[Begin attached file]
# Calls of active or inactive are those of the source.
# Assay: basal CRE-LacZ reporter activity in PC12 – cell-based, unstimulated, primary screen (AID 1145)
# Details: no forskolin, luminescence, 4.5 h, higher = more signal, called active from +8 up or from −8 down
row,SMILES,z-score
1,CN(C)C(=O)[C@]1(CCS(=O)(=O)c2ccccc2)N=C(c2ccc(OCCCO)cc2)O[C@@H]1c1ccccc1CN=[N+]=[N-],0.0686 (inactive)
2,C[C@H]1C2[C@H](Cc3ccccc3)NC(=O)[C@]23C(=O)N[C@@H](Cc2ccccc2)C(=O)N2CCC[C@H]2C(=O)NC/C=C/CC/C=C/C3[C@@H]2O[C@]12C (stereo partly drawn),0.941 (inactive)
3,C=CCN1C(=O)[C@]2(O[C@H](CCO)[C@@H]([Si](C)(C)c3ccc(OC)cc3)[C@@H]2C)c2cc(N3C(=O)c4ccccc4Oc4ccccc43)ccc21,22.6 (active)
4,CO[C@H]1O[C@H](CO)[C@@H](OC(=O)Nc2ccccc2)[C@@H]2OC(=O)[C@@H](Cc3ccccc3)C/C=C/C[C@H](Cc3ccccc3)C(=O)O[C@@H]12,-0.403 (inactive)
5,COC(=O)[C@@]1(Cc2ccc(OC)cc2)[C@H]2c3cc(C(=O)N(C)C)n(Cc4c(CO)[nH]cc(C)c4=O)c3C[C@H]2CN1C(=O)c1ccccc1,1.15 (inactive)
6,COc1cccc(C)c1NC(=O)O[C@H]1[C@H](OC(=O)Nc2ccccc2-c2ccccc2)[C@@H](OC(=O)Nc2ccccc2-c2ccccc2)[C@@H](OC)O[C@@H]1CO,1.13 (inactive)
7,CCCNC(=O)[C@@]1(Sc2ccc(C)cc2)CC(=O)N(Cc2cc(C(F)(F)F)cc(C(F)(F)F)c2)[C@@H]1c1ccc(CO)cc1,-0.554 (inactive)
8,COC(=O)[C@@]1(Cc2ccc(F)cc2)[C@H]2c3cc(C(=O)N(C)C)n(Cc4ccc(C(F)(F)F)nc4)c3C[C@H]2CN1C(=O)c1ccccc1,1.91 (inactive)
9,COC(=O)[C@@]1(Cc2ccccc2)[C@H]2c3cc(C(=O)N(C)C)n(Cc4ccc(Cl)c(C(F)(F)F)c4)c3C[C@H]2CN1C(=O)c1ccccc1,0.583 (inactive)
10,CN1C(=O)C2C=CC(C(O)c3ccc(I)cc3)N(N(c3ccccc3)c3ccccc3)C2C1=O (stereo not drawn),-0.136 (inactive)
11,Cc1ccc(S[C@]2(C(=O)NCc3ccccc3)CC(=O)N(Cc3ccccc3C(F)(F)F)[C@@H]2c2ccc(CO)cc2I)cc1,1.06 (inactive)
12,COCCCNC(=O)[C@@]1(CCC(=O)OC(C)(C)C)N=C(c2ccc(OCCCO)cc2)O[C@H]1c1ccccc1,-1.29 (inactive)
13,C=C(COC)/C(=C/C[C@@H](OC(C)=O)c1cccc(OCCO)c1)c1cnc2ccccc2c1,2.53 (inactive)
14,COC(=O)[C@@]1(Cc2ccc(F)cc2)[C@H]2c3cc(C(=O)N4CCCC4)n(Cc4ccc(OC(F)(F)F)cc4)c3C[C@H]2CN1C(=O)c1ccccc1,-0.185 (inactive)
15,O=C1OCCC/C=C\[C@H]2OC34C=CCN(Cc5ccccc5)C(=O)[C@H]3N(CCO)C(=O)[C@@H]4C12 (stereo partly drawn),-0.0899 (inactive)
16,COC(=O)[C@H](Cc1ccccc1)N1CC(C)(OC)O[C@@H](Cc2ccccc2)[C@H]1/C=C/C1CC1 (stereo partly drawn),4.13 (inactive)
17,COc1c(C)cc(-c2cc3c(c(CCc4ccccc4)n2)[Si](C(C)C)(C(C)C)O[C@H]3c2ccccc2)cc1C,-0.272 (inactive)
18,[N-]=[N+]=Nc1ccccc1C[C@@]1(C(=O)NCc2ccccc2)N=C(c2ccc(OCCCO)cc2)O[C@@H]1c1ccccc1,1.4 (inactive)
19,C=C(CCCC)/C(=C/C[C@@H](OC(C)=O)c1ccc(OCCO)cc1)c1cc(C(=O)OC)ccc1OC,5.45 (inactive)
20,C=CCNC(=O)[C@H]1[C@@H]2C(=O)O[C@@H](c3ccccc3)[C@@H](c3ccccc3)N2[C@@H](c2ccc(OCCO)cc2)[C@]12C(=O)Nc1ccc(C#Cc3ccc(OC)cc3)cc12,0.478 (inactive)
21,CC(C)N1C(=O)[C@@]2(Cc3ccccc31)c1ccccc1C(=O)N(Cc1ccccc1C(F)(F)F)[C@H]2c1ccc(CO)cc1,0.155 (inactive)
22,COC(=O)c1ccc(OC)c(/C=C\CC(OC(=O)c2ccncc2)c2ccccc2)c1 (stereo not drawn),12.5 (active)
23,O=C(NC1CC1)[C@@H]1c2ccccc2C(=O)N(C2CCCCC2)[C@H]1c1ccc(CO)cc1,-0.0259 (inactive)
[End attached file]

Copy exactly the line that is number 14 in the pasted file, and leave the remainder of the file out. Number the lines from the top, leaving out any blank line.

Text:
10,CN1C(=O)C2C=CC(C(O)c3ccc(I)cc3)N(N(c3ccccc3)c3ccccc3)C2C1=O (stereo not drawn),-0.136 (inactive)